It seems to us that the theory of the firm, and especially work on what determines the boundaries of the firm, has become too narrowly focused on the hold-up problem and the role of asset specificity. Think of arraying the set of coordination and motivation problems that the firm solves along one dimension of a matrix, and the set of instruments it has available along the other. Put the provision of investment incentives in Column 1 and ownership-defined boundaries in Row 1. Let an element of the matrix be positive if the corresponding instrument is used to solve the corresponding problem, and zero otherwise. So there is certainly a positive entry in Row 1, Column 1: ownership does affect incentives for investment. We have argued, however, that both the first column and the first row have many other positive elements; ownership boundaries serve many purposes and investment incentives are provided in many ways.
Admittedly, most of the evidence we have offered in support of this claim is anecdotal and impressionistic. Our stories are largely based on newspaper reports, case studies, and our own consulting work, and they are not the sort of systematic evidence one would ideally want. Nevertheless, we think that of the significant organizational change that seems to be taking place, only a small part can be easily understood in terms of traditional transactions cost theory in which hold-up problems are resolved by integration. Many of the hybrid organizations that are emerging are characterized by high degrees of uncertainty, frequency, and asset specificity, yet they do not lead to integration. In fact, high degrees of frequency and mutual dependency seem to support, rather than hinder, ongoing cooperation across firm boundaries. This issue deserves to be explored in future work.
It is also questionable whether it makes sense to consider one transaction at a time when one tries to understand how the new boundaries are drawn. In market networks, interdependencies are more than bilateral, and how one organizes one set of transactions depends on how the other transactions are set up. The game of influence is a complicated one and leads to strategic considerations that transcend simple two-party relationships.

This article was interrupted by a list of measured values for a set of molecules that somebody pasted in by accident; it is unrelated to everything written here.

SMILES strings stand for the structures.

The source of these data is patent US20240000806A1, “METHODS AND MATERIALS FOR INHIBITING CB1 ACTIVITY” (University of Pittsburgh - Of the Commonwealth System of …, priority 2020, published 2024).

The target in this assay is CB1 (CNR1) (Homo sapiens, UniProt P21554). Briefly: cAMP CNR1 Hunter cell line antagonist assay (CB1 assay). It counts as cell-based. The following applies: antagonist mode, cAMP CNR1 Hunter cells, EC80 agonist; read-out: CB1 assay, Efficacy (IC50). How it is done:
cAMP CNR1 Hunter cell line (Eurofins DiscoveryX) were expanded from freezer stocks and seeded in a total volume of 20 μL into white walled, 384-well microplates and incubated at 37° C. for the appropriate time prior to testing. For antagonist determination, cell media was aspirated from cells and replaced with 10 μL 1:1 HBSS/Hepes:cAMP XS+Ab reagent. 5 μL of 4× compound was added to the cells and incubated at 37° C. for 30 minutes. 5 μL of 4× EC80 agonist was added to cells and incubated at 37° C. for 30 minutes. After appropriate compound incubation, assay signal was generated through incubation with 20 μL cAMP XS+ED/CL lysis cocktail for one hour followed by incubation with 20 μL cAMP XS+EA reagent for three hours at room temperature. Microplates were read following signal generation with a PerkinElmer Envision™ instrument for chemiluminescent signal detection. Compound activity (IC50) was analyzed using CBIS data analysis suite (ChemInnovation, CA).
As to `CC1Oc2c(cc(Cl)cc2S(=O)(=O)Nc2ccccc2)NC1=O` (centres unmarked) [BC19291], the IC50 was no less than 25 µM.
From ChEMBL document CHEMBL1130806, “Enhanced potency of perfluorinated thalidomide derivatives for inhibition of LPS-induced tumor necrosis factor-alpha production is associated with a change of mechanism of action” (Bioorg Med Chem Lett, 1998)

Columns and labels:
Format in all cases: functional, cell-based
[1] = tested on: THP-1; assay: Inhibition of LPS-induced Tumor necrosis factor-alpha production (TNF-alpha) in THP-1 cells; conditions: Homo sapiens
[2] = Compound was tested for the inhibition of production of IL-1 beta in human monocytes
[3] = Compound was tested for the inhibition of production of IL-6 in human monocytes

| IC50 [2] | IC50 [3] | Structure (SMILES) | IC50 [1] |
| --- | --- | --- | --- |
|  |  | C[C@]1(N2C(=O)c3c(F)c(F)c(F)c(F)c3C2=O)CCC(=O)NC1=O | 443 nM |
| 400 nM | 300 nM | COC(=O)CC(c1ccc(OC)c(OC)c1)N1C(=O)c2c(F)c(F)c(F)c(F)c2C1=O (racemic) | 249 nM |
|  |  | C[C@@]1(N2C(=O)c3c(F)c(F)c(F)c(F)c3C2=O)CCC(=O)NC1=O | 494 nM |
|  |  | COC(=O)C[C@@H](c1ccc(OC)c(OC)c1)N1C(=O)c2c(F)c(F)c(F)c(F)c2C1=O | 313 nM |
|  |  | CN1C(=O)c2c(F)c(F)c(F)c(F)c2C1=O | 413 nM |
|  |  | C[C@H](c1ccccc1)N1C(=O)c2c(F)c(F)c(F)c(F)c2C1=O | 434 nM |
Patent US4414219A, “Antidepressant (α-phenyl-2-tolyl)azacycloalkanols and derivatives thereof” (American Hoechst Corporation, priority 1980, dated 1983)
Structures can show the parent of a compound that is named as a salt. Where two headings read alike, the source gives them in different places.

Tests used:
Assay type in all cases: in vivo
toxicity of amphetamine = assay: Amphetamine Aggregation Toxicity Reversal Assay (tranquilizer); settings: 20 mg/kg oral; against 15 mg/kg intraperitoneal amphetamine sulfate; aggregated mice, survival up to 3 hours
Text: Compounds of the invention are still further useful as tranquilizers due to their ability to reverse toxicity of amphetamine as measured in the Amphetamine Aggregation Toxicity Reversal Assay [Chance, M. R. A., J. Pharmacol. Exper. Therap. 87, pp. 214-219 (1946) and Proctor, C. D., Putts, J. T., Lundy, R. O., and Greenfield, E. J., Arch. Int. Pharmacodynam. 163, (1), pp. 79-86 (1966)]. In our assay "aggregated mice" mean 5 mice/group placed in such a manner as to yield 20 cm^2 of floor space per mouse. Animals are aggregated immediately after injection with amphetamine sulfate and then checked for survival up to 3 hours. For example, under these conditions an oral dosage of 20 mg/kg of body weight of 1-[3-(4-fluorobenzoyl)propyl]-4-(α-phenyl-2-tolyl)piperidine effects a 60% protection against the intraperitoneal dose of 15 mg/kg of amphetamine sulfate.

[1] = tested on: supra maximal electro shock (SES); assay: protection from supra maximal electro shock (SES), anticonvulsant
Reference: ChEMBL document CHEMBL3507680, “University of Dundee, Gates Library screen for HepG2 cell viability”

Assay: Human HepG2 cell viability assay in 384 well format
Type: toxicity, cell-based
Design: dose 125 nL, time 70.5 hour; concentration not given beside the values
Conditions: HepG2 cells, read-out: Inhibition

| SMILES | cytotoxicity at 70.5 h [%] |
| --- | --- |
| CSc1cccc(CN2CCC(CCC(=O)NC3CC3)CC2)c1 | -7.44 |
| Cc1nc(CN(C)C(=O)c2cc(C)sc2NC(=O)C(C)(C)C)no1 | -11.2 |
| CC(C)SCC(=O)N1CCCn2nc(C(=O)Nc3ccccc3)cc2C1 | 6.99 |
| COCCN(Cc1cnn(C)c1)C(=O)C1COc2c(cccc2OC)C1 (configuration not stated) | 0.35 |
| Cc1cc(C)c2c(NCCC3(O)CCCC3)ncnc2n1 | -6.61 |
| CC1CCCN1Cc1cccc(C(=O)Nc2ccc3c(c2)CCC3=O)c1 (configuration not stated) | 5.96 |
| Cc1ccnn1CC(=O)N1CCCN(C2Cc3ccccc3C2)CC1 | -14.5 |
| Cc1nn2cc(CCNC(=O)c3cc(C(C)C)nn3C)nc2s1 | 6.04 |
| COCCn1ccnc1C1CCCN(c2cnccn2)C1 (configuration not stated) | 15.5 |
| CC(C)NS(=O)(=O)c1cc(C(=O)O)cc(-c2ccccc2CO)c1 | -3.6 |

The property rights approach, with its emphasis on incentives driven by ownership, may be a good starting point for investigating these new hybrid structures. These appear to be emerging in response to, among other things, an increase in the value of entrepreneurship and the value of human capital, both of which are features that the property rights approach can in principle model. But this approach also needs to expand its horizon and recognize that power derives from other sources than asset ownership, and that other incentive instruments than ownership are available to deal with the joint problems of motivation and coordination. We do not believe that a theory of the firm that ignores contracts and other substitutes for ownership will prove useful for empirical studies. The world is replete with alternative instruments and, as always, the economically interesting action is at the margin of these substitutions.
See Halonen (1994) for a first modeling effort along these lines.
This chapter is reprinted with permission from Journal of Economic Perspectives 12, no. 4 (Fall 1998): 73–94. We thank Bradford De Long, Robert Gibbons, Oliver Hart, David Kreps, Timothy Taylor, and Michael Whinston for their helpful comments. We are also indebted to the members of the Corporation of the Future initiative at McKinsey & Company, especially Jonathan Day, with whom we have collaborated on the issues discussed here.